• For a decade and a half, Eddie Vedder worked tirelessly with a team to free Damien Echols, Jason Baldwin and Jessie Misskelley who, as teenagers, were sentenced to life in prison for the murder of three eight-year-old Arkansas boy scouts (Echols was sentenced to death). The 18-year nightmare -- plus their release in August 2011 -- is chronicled in the new film West of Memphis, directed by Amy Berg and produced by Peter Jackson, which presents new evidence suggesting the trio's innocence."I'm grateful that I can live in a country and feel at least like there is some hope," Vedder says. "If Damien would have been executed that would have been something I can't even imagine."

    Read more at Rolling Stone.

  • Hearing A Mother's Song After Tragedy

    Natalie Maines started performing "Mother" in public last summer, joining Ben Harper, who's producing her upcoming solo album (also called Mother) on a few of his tour dates. It's now featured on the soundtrack to the new documentary West of Memphis, which recounts the story of a different kind of infamous tragedy. In 1993, three young boys were murdered in West Memphis, Arkansas; three teens were convicted on flimsy evidence and a likely coerced confession. The story of the imprisoned young men (who became known as the West Memphis Three, and were released in August after nearly two decades of appeals) has become one of the best-known illustrations of mangled justice in contemporary America. Maines and many other celebrities took of the cause of the West Memphis Three, raising awareness and making contributions that helped lead to trio's eventual liberation.

    Her interpretation of Roger Waters's lyrics helps the original becomes something new -- something bigger, I think. In Pink Floyd's version, Roger Waters sings the part of the boy revealing his night terrors; David Gilmour, singing as the mother, is prissy and cruel, restricting his reach. Maines leaves the song's vaguely misogynist lyrics intact, but her plaintive, tender reading, intertwining with Harper's equally gentle guitar lines, reveals the terror and helpless yearning that feeds the effort to control. Freed of the male voice that made "Mother" into a diatribe against femininity, Maines's interpretation becomes a tender acknowledgment of how fear can entrap all of us, even when we want to do nothing but love.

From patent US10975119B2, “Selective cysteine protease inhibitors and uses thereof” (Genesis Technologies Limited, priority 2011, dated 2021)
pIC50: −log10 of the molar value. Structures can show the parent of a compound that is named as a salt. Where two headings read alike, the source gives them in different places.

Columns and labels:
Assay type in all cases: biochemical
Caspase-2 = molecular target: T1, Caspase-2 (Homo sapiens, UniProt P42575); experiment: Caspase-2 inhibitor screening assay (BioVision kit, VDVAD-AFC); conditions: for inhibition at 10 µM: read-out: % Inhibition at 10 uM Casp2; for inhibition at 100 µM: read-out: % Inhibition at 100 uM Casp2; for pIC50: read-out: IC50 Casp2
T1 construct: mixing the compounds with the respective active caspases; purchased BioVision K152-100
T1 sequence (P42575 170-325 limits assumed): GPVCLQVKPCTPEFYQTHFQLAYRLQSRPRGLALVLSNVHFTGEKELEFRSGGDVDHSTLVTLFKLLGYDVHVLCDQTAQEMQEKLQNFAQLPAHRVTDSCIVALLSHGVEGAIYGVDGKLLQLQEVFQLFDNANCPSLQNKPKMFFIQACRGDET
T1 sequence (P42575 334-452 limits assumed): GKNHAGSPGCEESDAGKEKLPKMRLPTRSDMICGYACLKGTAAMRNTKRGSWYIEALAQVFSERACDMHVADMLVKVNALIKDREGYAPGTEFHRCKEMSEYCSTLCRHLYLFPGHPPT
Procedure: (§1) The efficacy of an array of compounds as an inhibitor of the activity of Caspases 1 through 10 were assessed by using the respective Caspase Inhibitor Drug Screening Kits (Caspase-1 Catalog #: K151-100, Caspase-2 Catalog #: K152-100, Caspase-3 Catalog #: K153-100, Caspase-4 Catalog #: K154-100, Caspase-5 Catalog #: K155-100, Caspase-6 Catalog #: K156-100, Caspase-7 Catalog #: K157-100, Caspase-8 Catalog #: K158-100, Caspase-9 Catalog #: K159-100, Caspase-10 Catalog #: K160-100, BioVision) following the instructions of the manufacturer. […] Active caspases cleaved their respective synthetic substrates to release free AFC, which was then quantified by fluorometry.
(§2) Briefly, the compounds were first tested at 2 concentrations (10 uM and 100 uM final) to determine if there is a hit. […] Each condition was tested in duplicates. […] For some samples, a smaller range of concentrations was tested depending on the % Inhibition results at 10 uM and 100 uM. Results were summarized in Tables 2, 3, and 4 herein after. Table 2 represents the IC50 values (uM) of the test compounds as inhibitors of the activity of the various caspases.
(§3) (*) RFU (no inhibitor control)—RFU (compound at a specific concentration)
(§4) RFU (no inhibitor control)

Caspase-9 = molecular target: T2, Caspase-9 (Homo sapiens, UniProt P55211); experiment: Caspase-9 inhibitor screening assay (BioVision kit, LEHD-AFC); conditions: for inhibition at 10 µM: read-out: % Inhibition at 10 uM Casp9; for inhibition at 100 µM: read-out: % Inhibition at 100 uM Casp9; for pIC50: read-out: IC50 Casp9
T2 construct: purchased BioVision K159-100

Read more at NPR.org.

  • 'West Of Memphis' - The New York Times Review

    “West of Memphis,” a work of fierce documentary advocacy directed by Amy Berg (“Deliver Us From Evil”), follows the successful crusade to free three men convicted of murder 18 years ago in a sloppy, hysterical rush to justice.

    Inspiring but infuriating, this impassioned 2 ½-hour film focuses on Damien Echols, the most articulate of the so-called West Memphis Three. Mr. Echols was given the death penalty, and the others -- Jason Baldwin and Jessie Misskelley Jr. -- were sentenced to life in prison for the killings of three 8-year-old boys in West Memphis, Ark., in 1993.

    Read more at The New York Times.

  • Sometimes a documentary about a newsworthy story, becomes part of the story itself.

    Directed by Amy Berg (“Deliver Us From Evil”), “West of Memphis” is a new documentary about the case of three men known as the West Memphis Three. The film was never planned, but was produced by some high-profile filmmakers: Peter Jackson and his partner Fran Walsh (the Oscar-winning team behind the “Lord of the Rings” trilogy and “The Hobbit”). Also on the producer list is the main subject of the film, Damien Echols, who was on Death Row for 18 years, after he, Jason Baldwin and Jessie Misskelley were convicted for the murders of three young boys. Echols’s wife, Lorri Davis, who in the film shares the story of how she met and married Echols, is the fourth producer.

    The film is the unexpected product of a yearslong investigation funded by Jackson and Walsh as they supported Echols’s defense team in the fight to free Echols and clear his name of a crime they say he didn’t commit. Speakeasy talked with Jackson, Berg, Echols and Davis about the documentary.

    Read more at The Wall Street Journal.

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